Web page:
Permission and Licensing

Though SpaceX has secured permission from the US and Canada, they are still in negotiations with the EU, Russia, and elsewhere to obtain rights to operate and fly satellites beyond the North American continent. Foreign agency and legal challenges of this nature can be very time consuming and expensive.

Availability of Service

This is by far the most asked question. The StarLink service offering is dependent on the number of satellites in place, which makes availability dependent on satellite production and launch schedules. The launch schedules are directly impacted by weather, and also affected and can be delayed by permission and licensing.

As of the latest launch this past spring, SpaceX plans to begin private beta testing by fall 2020, with a public beta to start a few months later. At present, SpaceX only has enough satellites aloft (420) to provide service between 44 and 52 degrees latitude. This means you will need to live in a narrow strip of North America between Chicago and Vancouver to initially receive the StarLinik signal. Beta testing of service in the Southern US will not start until sometime in 2021, depending on how long it takes for SpaceX to get hundreds or thousands of additional satellites into space, in position, and active. Availability of actual paid service will not start until all the testing has been completed, so maybe end of 2022 or a bit later for this area if all goes well, and SpaceX does not encounter any significant snags or delays.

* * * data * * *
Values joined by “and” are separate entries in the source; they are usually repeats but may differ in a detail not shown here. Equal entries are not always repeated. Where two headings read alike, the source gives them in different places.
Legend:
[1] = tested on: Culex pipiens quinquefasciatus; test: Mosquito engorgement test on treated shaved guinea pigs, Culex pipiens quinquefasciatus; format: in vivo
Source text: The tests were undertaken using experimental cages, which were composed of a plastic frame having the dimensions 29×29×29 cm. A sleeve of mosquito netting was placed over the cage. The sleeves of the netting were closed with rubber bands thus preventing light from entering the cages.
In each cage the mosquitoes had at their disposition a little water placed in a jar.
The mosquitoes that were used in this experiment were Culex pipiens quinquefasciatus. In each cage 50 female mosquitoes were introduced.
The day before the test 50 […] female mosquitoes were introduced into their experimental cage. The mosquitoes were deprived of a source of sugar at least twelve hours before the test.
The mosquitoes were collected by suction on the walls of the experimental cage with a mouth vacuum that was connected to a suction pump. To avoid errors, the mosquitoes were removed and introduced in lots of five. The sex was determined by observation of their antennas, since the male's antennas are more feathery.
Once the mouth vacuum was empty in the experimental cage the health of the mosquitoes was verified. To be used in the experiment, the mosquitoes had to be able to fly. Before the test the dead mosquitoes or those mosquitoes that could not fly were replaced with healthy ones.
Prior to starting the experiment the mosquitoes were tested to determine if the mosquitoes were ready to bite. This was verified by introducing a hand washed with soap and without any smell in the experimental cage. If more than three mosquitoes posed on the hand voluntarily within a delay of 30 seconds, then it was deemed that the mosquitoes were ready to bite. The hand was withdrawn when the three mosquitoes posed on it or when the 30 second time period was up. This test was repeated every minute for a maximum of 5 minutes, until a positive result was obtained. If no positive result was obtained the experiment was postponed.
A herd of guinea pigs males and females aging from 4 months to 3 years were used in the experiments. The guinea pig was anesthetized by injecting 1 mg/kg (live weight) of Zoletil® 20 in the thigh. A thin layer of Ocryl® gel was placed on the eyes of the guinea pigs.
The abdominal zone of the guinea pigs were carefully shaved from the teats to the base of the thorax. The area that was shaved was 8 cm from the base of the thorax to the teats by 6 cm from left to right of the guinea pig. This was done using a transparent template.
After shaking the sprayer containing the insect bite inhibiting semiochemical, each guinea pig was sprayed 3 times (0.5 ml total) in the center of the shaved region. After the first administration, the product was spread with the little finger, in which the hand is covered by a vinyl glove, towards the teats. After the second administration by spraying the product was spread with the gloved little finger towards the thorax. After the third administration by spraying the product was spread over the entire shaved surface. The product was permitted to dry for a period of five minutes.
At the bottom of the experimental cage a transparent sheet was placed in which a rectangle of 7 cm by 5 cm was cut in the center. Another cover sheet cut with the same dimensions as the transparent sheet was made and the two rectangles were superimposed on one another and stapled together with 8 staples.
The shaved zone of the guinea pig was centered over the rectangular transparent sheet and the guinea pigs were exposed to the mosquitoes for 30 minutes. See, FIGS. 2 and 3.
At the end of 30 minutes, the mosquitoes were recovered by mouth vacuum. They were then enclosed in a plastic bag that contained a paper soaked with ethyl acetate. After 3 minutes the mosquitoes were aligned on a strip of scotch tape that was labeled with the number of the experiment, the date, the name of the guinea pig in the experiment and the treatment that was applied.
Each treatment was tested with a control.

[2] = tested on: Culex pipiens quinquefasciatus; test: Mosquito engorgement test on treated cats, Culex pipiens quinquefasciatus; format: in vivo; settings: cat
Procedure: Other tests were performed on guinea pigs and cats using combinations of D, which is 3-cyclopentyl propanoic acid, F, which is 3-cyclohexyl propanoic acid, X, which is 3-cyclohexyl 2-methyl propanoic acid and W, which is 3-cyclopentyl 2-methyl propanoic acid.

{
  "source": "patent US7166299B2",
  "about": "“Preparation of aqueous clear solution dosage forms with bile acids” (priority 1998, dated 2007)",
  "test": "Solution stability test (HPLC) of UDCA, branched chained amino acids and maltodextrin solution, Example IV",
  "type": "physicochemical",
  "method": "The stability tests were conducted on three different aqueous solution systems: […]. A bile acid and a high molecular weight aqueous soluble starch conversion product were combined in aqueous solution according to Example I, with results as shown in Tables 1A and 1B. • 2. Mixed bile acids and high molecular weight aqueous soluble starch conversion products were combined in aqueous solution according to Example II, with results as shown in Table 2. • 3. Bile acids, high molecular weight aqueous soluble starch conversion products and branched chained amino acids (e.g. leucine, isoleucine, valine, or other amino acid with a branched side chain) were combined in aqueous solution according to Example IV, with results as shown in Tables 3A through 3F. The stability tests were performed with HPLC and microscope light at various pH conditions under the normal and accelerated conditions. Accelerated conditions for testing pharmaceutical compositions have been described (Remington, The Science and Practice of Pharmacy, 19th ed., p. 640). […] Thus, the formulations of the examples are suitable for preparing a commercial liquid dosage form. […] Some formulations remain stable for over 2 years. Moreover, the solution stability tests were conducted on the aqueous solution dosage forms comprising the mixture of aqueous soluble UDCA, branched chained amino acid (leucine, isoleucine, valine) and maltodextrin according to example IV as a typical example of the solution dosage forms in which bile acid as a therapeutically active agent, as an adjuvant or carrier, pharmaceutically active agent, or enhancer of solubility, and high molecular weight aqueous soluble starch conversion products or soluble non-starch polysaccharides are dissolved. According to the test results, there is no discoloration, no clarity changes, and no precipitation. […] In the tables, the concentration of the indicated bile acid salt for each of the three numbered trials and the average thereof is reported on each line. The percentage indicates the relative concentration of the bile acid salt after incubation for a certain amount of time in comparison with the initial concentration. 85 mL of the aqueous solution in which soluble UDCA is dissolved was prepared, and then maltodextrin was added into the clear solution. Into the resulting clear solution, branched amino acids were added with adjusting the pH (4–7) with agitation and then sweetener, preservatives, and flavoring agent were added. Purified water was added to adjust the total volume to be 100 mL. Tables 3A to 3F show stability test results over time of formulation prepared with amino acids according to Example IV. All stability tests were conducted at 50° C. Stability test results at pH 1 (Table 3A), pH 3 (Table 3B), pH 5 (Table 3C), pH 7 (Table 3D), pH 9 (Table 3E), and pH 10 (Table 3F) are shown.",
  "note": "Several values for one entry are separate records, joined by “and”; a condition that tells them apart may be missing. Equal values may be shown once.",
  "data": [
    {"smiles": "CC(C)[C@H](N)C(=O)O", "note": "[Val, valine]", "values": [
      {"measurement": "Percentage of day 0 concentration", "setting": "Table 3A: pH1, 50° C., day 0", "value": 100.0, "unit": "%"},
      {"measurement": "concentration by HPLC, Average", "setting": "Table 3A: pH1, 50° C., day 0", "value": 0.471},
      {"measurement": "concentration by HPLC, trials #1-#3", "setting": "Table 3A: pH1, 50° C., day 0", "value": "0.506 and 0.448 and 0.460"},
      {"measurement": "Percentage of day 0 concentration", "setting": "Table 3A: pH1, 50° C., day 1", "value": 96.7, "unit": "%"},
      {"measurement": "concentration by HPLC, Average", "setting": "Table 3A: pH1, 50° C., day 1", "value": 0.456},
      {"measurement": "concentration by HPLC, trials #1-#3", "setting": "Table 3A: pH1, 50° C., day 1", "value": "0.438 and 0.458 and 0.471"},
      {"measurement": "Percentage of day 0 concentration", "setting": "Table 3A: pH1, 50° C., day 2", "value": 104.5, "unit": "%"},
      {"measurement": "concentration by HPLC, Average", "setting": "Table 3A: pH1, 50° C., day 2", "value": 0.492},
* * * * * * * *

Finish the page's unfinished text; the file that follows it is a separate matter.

What is Latency, and Why does it Matter

Latency is the measure of time it takes between your actions on a device or computer and when servers on the internet respond back to you. Latency can have a very big impact on the usability of your internet service. If all you do is stream Netflix or Hulu and send a few emails, latency does not matter a great deal. However if you tele work from home, wish to use Zoom or WebEx, etc., latency can have a huge impact.

Any latency measurement under 100ms (mili seconds) is considered acceptable, and this number is the maximum threshold the FCC allows for an internet service provider to qualify for specific federal grants and loans. Traditional high earth orbit Satellite systems can only deliver an internet signal with very large latencies, typically more than 500ms. This is mostly due to the very high altitude (22,236miles) of the satellites, and as such traditional satellite internet services are ineligible for many federal grant programs.